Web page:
Horizontal drilling technology is advancing rapidly day after day. That is due to the much higher productivity of horizontal wells relative to vertical wells. However, the paycheck of drilling a horizontal well is also higher. Therefore, the productivity of a horizontal well not just needs to be estimated whatsoever, but the estimation has to be reliable enough. As a faulty-estimated productivity shall result in a faulty economic feasibility of drilling this well, and may cause huge economic losses.
Several types of models discussed the productivity of horizontal wells. Analytical models (ex. Furui) are the most common to use because they are easy to use. Nevertheless, this easiness comes at the expense of the infinite borehole conductivity assumption, which does not account for any pressure drop along the lateral length of the well. This assumption causes severe errors in some situations. On the other hand, semi-analytical models (ex. M. Tabatabaei and A. Ghalambor) couple reservoir inflow with wellbore outflow to estimate the productivity of horizontal wells.
This paper concentrates on showing the value of production rate error resulting from using Furui's model applied on published data of three wells, the error in rate is calculated based on the M. Tabatabaei and A. Ghalambor's model which is assumed to yield the right rate. First, a MATLAB code was developed to implement the M. Tabatabaei and A. Ghalambor's model. Then, after matching the code results with the rates of the 3 wells mentioned in the original work of M. Tabatabaei and A. Ghalambor, sensitivity studies were made on all the reservoir and production parameters in both productivity models. They were to show the effect of changing each parameter on the production rate error. The analysis of results showed that the error comes from a combination of parameters with different weight factors.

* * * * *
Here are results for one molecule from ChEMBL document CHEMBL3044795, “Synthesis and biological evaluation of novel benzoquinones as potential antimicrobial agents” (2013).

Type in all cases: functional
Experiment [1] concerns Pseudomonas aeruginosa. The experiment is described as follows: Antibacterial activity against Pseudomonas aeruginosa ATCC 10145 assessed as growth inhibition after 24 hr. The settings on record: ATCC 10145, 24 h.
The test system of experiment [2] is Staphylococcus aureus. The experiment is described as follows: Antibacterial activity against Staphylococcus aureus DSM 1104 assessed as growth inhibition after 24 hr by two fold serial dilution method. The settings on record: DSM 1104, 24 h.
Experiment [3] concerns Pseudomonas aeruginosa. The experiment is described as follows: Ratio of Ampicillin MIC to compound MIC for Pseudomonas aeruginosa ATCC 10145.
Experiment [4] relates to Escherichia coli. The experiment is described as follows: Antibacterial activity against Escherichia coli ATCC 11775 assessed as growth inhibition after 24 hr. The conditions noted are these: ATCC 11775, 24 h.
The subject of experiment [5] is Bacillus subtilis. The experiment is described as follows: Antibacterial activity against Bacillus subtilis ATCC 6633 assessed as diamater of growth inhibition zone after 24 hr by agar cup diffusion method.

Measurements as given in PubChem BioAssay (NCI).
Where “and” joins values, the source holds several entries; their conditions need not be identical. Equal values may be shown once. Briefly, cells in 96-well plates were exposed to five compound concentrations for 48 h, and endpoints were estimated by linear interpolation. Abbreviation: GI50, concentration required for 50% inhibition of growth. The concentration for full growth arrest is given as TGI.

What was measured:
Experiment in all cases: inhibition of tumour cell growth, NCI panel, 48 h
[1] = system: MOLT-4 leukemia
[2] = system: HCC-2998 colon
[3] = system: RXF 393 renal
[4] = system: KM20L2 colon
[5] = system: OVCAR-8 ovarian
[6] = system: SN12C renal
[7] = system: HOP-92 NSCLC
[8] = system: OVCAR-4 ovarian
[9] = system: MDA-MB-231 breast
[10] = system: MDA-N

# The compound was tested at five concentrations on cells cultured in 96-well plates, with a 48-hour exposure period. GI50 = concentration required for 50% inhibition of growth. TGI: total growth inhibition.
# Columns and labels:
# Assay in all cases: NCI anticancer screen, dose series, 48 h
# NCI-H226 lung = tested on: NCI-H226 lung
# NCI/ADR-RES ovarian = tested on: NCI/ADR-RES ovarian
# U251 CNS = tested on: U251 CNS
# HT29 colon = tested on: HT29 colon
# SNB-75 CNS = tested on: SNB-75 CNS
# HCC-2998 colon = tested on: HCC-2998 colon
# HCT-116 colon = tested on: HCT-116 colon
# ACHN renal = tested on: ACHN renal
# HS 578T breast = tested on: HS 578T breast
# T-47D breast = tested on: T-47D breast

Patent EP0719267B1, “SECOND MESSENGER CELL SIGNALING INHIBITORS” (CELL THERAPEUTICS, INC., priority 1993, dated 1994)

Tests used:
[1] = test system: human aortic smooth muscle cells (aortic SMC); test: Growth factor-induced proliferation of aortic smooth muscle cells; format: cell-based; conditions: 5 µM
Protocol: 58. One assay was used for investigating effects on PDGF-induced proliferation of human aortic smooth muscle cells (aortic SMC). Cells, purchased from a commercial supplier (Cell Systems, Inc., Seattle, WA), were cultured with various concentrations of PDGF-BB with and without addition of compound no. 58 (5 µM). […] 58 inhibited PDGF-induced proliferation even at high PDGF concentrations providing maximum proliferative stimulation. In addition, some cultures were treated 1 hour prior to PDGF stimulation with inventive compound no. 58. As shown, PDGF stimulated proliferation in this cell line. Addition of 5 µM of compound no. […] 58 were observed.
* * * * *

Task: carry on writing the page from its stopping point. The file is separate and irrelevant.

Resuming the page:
A productivity error correlation is the output of the second part of this paper. The correlation is developed by non-linear regression on the results of the sensitivity runs as inputs, and the errors as the output. A neural network model was also developed, using the same inputs, to confirm the reliability of the developed correlation. The correlation could be used to get a rough estimate of the actual production rate of a horizontal well, as well as judge the validity of the infinite borehole conductivity models.